DALLAS — School districts should conduct weekly checks of exterior doors to ensure they are secure, Gov. Greg Abbott told the state’s education commissioner in a letter sent Thursday.
Abbott’s directive comes after news that the Uvalde shooter entered through a closed exterior door at Robb Elementary School last week before carrying out the deadliest school shooting in state history.
Reports initially emerged that he entered through a door that was propped open, although that claim has now been walked back.
In his letter, the governor told Education Commissioner Mike Morath to instruct school districts on security boosting actions they can take prior to the start of next school year, although he offered no additional details on what actions he wanted implemented.
The Texas Education Agency should also encourage administrators to increase the presence of trained law enforcement officers and school marshals — district employees who can carry firearms in classrooms — on campuses, Abbott wrote.
Texas already has two ways that school staff can carry firearms while on campus, but both programs require school districts to opt in. Since the Uvalde shooting, Republican state leaders have been pushing proposals that would arm additional staff.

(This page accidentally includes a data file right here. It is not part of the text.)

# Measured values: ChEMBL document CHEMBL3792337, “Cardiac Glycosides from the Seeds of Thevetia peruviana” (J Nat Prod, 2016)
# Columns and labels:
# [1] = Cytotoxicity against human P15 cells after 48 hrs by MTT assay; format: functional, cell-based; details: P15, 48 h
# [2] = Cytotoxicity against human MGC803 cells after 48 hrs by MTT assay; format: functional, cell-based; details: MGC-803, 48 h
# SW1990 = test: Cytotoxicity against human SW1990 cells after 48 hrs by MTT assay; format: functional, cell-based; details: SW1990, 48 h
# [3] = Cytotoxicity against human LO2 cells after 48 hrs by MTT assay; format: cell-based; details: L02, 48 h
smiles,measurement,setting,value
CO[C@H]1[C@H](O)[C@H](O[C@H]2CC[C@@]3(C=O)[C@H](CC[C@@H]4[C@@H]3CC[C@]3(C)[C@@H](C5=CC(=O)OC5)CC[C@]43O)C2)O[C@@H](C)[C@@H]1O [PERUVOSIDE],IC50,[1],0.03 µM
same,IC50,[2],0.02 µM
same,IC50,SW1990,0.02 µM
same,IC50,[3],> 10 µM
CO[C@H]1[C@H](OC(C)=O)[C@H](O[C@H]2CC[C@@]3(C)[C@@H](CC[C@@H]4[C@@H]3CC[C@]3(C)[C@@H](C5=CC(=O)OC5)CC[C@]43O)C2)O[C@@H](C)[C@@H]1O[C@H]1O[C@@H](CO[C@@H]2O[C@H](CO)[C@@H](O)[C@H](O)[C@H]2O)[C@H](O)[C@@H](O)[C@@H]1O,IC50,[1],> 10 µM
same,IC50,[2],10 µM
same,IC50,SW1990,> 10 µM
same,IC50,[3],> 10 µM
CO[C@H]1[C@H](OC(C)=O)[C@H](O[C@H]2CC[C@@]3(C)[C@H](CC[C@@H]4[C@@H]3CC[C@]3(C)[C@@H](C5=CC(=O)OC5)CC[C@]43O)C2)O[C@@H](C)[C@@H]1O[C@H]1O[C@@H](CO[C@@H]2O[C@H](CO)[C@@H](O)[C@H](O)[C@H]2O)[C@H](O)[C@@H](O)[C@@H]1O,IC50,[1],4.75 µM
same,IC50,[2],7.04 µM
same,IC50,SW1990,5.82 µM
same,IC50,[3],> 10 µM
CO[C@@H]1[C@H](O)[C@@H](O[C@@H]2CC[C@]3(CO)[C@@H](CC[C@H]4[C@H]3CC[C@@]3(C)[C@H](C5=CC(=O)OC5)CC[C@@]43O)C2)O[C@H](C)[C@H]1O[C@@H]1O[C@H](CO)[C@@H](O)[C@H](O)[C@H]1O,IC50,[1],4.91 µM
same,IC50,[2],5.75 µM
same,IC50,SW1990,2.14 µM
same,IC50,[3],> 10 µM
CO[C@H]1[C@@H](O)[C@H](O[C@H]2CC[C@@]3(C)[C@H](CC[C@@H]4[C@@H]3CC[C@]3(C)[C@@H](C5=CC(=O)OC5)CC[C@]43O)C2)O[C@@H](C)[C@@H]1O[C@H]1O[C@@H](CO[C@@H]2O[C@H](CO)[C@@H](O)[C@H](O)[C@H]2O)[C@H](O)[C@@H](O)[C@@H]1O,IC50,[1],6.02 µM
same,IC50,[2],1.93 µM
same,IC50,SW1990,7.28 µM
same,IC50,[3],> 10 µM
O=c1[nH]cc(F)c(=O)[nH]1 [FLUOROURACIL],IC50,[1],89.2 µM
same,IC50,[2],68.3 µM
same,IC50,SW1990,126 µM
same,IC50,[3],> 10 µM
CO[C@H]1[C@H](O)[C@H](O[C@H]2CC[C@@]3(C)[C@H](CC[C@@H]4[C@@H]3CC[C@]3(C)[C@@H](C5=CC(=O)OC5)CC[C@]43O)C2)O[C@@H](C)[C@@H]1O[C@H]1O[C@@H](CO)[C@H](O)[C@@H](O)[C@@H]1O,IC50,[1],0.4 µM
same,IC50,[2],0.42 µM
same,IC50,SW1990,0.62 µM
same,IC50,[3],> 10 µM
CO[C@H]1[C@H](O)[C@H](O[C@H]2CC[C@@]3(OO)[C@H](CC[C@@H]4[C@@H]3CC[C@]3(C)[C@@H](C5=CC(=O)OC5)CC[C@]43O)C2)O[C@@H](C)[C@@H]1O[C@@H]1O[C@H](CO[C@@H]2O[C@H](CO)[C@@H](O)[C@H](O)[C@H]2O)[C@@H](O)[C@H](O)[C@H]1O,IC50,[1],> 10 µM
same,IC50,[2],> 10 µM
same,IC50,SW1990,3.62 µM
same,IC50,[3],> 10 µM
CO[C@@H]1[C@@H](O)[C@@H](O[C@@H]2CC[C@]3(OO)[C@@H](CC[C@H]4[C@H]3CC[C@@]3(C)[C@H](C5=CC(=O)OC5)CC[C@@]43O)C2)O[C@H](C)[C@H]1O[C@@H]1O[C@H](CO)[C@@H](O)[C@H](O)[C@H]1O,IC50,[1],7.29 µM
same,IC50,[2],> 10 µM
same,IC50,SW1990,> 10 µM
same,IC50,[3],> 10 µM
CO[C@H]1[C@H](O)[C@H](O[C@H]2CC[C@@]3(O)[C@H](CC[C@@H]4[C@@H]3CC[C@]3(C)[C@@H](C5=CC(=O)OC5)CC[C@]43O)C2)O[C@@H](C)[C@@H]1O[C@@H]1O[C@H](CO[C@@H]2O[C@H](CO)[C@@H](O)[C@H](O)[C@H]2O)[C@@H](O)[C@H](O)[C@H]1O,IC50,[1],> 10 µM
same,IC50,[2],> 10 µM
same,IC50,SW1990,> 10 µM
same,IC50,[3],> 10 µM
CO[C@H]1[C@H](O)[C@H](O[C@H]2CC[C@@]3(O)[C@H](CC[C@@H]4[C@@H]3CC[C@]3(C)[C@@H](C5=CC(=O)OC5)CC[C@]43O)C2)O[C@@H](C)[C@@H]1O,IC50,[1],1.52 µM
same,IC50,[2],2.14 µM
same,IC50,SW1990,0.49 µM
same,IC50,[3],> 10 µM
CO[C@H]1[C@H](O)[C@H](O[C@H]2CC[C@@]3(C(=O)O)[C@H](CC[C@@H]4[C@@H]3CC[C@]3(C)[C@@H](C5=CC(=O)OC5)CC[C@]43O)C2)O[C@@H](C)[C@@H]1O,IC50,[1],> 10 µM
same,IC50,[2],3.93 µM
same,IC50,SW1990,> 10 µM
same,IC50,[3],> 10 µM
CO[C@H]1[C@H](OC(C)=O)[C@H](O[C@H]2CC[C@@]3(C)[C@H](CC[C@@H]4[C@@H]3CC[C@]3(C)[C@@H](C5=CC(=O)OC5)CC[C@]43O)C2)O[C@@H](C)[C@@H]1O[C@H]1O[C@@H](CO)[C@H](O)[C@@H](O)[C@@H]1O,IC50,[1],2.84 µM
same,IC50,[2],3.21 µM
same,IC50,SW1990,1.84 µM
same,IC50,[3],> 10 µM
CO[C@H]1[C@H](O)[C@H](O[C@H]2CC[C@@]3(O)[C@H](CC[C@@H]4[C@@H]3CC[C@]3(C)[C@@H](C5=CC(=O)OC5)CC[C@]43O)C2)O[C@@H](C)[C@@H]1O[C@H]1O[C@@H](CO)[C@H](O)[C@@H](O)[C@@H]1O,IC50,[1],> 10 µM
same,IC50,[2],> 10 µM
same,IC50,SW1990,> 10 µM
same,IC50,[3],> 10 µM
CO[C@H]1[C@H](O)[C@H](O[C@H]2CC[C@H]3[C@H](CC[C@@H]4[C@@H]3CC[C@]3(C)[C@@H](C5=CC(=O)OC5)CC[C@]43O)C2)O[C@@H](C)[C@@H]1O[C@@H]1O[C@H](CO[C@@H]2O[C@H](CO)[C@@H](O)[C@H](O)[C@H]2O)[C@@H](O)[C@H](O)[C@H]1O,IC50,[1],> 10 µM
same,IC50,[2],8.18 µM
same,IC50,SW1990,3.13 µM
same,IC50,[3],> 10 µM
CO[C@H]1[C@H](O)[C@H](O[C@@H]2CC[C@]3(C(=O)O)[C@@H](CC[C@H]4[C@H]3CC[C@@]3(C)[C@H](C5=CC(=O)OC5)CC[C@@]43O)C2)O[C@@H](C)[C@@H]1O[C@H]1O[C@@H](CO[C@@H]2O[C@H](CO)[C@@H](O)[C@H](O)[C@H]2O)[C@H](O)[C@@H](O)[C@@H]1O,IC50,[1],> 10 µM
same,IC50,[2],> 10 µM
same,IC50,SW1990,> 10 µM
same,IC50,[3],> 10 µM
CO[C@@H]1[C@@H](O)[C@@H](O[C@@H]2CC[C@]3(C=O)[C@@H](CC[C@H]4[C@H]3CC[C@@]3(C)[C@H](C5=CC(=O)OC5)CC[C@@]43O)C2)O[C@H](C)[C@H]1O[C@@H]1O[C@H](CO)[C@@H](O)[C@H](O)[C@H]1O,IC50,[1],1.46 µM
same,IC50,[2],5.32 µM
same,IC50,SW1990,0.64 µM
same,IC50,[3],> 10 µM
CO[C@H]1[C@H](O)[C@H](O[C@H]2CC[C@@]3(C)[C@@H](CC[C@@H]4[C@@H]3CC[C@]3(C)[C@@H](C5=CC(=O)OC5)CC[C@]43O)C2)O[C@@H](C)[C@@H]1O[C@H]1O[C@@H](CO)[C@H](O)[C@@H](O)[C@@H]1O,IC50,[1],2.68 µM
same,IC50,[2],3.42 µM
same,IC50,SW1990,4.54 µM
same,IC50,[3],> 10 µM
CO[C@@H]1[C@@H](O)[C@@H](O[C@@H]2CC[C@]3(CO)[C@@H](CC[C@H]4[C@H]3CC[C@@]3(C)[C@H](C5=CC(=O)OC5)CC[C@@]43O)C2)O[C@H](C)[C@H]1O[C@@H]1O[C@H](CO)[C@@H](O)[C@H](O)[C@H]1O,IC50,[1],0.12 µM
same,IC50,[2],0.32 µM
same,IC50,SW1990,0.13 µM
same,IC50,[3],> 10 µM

Having an armed guard on a campus doesn’t guarantee stopping a school shooting. During the 2018 shooting at Marjory Stoneman Douglas High School in Florida, an armed school resource officer never went inside the campus or attempted to engage the gunman during the attack.
Abbott directed TEA to determine the cost of school districts to comply with heightened safety standards for existing facilities.
“The Office of the Governor and the Texas Legislature need this critical information to determine the best ways to secure our schools and how to properly allocate funding,” Abbott wrote.
Texas offers little state funding to school districts to shore up campus security. Following the 2018 Santa Fe High School shooting, lawmakers approved a one-time $100 million grant program, but divvied up, that funding can be minimal for each of the state’s more than 1,000 school districts.
Meanwhile, a newly created per-student safety allotment funneled $50 million to Texas’ districts and charters in the 2021-22 year. Districts often have to raise their own money to pay for security improvements and staffing.
A law passed in 2019 required the state education agency to adopt new building standards for facilities built in 2021 and on. The state should do the same for existing campuses, Abbott wrote.